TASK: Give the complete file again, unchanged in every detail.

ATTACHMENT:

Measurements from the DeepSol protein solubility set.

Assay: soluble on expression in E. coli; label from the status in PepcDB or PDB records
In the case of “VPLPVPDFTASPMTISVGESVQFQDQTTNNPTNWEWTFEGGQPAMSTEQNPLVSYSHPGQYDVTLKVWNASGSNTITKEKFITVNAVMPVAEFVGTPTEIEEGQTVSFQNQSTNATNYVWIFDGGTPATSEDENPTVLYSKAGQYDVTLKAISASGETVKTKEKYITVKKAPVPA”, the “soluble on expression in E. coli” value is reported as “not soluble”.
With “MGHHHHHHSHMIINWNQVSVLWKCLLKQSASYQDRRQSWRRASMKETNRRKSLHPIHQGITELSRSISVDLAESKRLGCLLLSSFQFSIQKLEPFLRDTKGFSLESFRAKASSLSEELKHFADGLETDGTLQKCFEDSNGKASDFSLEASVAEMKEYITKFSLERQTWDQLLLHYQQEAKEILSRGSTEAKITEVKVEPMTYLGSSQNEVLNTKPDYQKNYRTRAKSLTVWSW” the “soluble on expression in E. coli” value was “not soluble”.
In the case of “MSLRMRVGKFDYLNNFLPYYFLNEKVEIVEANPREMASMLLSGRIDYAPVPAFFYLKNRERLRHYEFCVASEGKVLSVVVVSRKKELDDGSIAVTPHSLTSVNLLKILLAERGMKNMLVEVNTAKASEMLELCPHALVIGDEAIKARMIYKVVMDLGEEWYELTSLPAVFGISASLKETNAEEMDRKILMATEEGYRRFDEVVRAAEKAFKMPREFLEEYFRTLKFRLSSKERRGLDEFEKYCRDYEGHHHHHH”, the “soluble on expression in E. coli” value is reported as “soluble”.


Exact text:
Measurements from the DeepSol protein solubility set.

Assay: soluble on expression in E. coli; label from the status in PepcDB or PDB records
In the case of “VPLPVPDFTASPMTISVGESVQFQDQTTNNPTNWEWTFEGGQPAMSTEQNPLVSYSHPGQYDVTLKVWNASGSNTITKEKFITVNAVMPVAEFVGTPTEIEEGQTVSFQNQSTNATNYVWIFDGGTPATSEDENPTVLYSKAGQYDVTLKAISASGETVKTKEKYITVKKAPVPA”, the “soluble on expression in E. coli” value is reported as “not soluble”.
With “MGHHHHHHSHMIINWNQVSVLWKCLLKQSASYQDRRQSWRRASMKETNRRKSLHPIHQGITELSRSISVDLAESKRLGCLLLSSFQFSIQKLEPFLRDTKGFSLESFRAKASSLSEELKHFADGLETDGTLQKCFEDSNGKASDFSLEASVAEMKEYITKFSLERQTWDQLLLHYQQEAKEILSRGSTEAKITEVKVEPMTYLGSSQNEVLNTKPDYQKNYRTRAKSLTVWSW” the “soluble on expression in E. coli” value was “not soluble”.
In the case of “MSLRMRVGKFDYLNNFLPYYFLNEKVEIVEANPREMASMLLSGRIDYAPVPAFFYLKNRERLRHYEFCVASEGKVLSVVVVSRKKELDDGSIAVTPHSLTSVNLLKILLAERGMKNMLVEVNTAKASEMLELCPHALVIGDEAIKARMIYKVVMDLGEEWYELTSLPAVFGISASLKETNAEEMDRKILMATEEGYRRFDEVVRAAEKAFKMPREFLEEYFRTLKFRLSSKERRGLDEFEKYCRDYEGHHHHHH”, the “soluble on expression in E. coli” value is reported as “soluble”.